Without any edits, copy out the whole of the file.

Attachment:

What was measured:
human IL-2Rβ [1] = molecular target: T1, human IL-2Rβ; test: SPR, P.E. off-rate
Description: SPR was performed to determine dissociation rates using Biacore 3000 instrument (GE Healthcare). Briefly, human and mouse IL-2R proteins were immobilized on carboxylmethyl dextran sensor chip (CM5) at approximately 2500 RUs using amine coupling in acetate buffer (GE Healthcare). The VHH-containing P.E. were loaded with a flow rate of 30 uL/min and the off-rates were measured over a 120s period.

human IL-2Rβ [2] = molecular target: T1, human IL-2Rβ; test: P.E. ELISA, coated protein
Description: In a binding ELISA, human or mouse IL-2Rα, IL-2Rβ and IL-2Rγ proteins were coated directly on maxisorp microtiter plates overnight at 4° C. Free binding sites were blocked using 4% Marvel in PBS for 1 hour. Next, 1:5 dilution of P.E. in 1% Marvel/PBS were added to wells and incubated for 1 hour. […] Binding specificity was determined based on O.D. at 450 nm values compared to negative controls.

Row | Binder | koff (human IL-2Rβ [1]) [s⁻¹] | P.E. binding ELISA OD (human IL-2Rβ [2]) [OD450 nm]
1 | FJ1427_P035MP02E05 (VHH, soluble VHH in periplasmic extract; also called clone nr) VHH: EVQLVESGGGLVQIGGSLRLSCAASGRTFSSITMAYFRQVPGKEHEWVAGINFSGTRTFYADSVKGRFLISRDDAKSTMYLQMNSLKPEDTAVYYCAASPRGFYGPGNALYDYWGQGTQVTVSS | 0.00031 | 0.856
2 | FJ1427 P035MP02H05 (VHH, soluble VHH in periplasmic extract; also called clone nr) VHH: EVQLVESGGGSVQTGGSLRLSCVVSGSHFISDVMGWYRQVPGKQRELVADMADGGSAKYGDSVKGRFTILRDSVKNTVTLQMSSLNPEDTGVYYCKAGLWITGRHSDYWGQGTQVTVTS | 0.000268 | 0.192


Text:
What was measured:
human IL-2Rβ [1] = molecular target: T1, human IL-2Rβ; test: SPR, P.E. off-rate
Description: SPR was performed to determine dissociation rates using Biacore 3000 instrument (GE Healthcare). Briefly, human and mouse IL-2R proteins were immobilized on carboxylmethyl dextran sensor chip (CM5) at approximately 2500 RUs using amine coupling in acetate buffer (GE Healthcare). The VHH-containing P.E. were loaded with a flow rate of 30 uL/min and the off-rates were measured over a 120s period.

human IL-2Rβ [2] = molecular target: T1, human IL-2Rβ; test: P.E. ELISA, coated protein
Description: In a binding ELISA, human or mouse IL-2Rα, IL-2Rβ and IL-2Rγ proteins were coated directly on maxisorp microtiter plates overnight at 4° C. Free binding sites were blocked using 4% Marvel in PBS for 1 hour. Next, 1:5 dilution of P.E. in 1% Marvel/PBS were added to wells and incubated for 1 hour. […] Binding specificity was determined based on O.D. at 450 nm values compared to negative controls.

Row | Binder | koff (human IL-2Rβ [1]) [s⁻¹] | P.E. binding ELISA OD (human IL-2Rβ [2]) [OD450 nm]
1 | FJ1427_P035MP02E05 (VHH, soluble VHH in periplasmic extract; also called clone nr) VHH: EVQLVESGGGLVQIGGSLRLSCAASGRTFSSITMAYFRQVPGKEHEWVAGINFSGTRTFYADSVKGRFLISRDDAKSTMYLQMNSLKPEDTAVYYCAASPRGFYGPGNALYDYWGQGTQVTVSS | 0.00031 | 0.856
2 | FJ1427 P035MP02H05 (VHH, soluble VHH in periplasmic extract; also called clone nr) VHH: EVQLVESGGGSVQTGGSLRLSCVVSGSHFISDVMGWYRQVPGKQRELVADMADGGSAKYGDSVKGRFTILRDSVKNTVTLQMSSLNPEDTGVYYCKAGLWITGRHSDYWGQGTQVTVTS | 0.000268 | 0.192